When My Worst is My Best

This piece dates to last November. Worth a recycle.

Gail Chumbley

The tumor institute quickly became far too familiar, an unsolicited home away from home.  He’d press the down button on the stainless steel elevator, lowering us into that stark, beige basement–the waiting room.  An ordeal.  I pretended to be brave. 

The smell in the unit was a combination of baby powder and rubbing alcohol, probably from the hand sanitizer dispensers positioned everywhere on those bland beige walls.  Fox News blared from a 12 inch television in the corner— while stunned patients and family members stared.  Health magazines and pamphlets were scattered on cookie cutter office chairs and faux-wood end tables. 

We didn’t belong in this surreal place and neither of us were prepared for what was coming. 

Walking phantoms, hairless and fragile, shuffled awkwardly, angular-ly across the nondescript carpet, escorted by unnaturally jolly nurses dressed in flowery scrubs.Patients ambled down one of two passages traversing this subterranean ward.  A straight…

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But I Had Other Plans!


This post comes from last year. Not much of a throw back Thursday, but a powerful reminder for those of us affected by cancer.

Gail Chumbley

I clearly remember the day my husband told me he had throat cancer.  The news was so impossible to believe that I honestly wanted to reply, “No, Chad, you don’t, we don’t have time for cancer.”  I tend to resist any emergency that I can’t package up and manage, or eliminate by a force of will.

As he stood in the kitchen, his hands resting on the sides of the sink, tears filled his eyes.  I read in those tears that he had given up and accepted his medical condition, and that made me mad.  We weren’t going to lay down and admit that the big scary C-word would take center stage in our lives.  It wasn’t convenient–medical procedures would be scheduled when I had to work, or had other commitments to fulfill.

I couldn’t see past the treatments, the financial burden, or the fear a cancer diagnosis leaves in…

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Blame Jefferson

imagesIn the film A More Perfect Union, James Madison, played by actor Craig Wasson asks Benjamin Franklin, (Fredd Wayne) if the Commonwealth of Pennsylvania had good government. Franklin barely takes a breath before replying, “Alas no. It is controlled by one faction or another.” That line–whether authentic or not, seems to resonate in the historic record.

The bloody struggle over slavery, followed later by the violence of the civil rights movement, provides the clearest examples of state governments hiding agendas behind the 10th Amendment, and it’s political progeny–the States’ Rights doctrine.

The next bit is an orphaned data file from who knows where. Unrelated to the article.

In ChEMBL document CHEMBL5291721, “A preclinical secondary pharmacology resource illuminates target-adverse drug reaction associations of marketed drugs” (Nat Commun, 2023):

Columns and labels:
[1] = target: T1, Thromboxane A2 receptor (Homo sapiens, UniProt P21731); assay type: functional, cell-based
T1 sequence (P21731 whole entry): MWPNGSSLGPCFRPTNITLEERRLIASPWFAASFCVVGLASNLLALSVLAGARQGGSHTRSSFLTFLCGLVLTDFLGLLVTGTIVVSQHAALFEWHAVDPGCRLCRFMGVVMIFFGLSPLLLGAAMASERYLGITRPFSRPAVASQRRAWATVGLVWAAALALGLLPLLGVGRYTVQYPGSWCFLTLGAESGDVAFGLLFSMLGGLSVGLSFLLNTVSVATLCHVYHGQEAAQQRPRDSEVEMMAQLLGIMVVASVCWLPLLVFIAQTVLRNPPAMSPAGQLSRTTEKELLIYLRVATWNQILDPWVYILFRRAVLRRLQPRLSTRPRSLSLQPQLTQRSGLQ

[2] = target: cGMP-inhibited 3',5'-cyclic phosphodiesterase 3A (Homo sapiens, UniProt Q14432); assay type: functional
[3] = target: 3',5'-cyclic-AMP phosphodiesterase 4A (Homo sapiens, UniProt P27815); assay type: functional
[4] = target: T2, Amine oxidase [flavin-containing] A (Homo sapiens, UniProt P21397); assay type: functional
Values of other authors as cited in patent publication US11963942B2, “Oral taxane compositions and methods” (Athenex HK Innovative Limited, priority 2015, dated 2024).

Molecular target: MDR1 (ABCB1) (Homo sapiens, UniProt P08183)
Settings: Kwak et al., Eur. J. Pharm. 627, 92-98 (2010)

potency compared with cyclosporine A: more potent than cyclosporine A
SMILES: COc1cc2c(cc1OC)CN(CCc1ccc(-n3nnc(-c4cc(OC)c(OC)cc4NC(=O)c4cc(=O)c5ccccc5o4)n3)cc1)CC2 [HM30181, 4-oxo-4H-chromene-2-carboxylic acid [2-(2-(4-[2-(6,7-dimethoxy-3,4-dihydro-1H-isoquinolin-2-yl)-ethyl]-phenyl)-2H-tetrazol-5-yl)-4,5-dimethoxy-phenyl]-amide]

How did this misunderstanding begin? And why so quickly after the ratification of the tightly-scrutinized Constitution in 1787?  How did controversy emerge almost at once challenging the authority of the Federal Government in relation to the state?

The answer lies in the industrious pen of Virginia Planter, Thomas Jefferson.

Now, whether Mr. Jefferson intended to condemn the nation to perennial disarray is open to debate, as we only have his letters and other writings to peer into his 18th Century thoughts. But the fact that he was serving as ambassador to the French Court during the productive Philadelphia Constitutional Convention speaks volumes to his resentment for being left out of the monumental proceedings. The final document, had  Jefferson been in attendance, would have read much differently, if finished at all.

Once the American ambassador returned to America from his overseas post, he got busy undermining the newly established sovereignty of the Federal Government. As his philosophy took shape, Jefferson emerged the outspoken defender of states’ rights, heading an alliance of like-minded political leaders, forming America’s first opposition party: the Democratic Republicans. The essential philosophy of these primarily Southern Planters was to challenge the role of the new central government in their internal affairs. As a sectional ruling class these planters had no intention of taking orders from any entity beyond their local legislatures (which these men dominated). Sadly this states’ rights ethos born in the late 18th Century has surfaced for better than two centuries. Local power has protected itself at all costs, and this sophistry finds vilifying the Federal government useful.

In my home state the cry has once more raised in support of the 10th Amendment and States’ Rights. Why again have shrill voices denounced the role and power of the Federal Government? (and certainly the Feds are not perfect, red tape, outright mistakes, and conflicting policies have certainly made Washington look bad). Yet, there is a sense that the Government of the United States is inherently bad, and that local government just isn’t.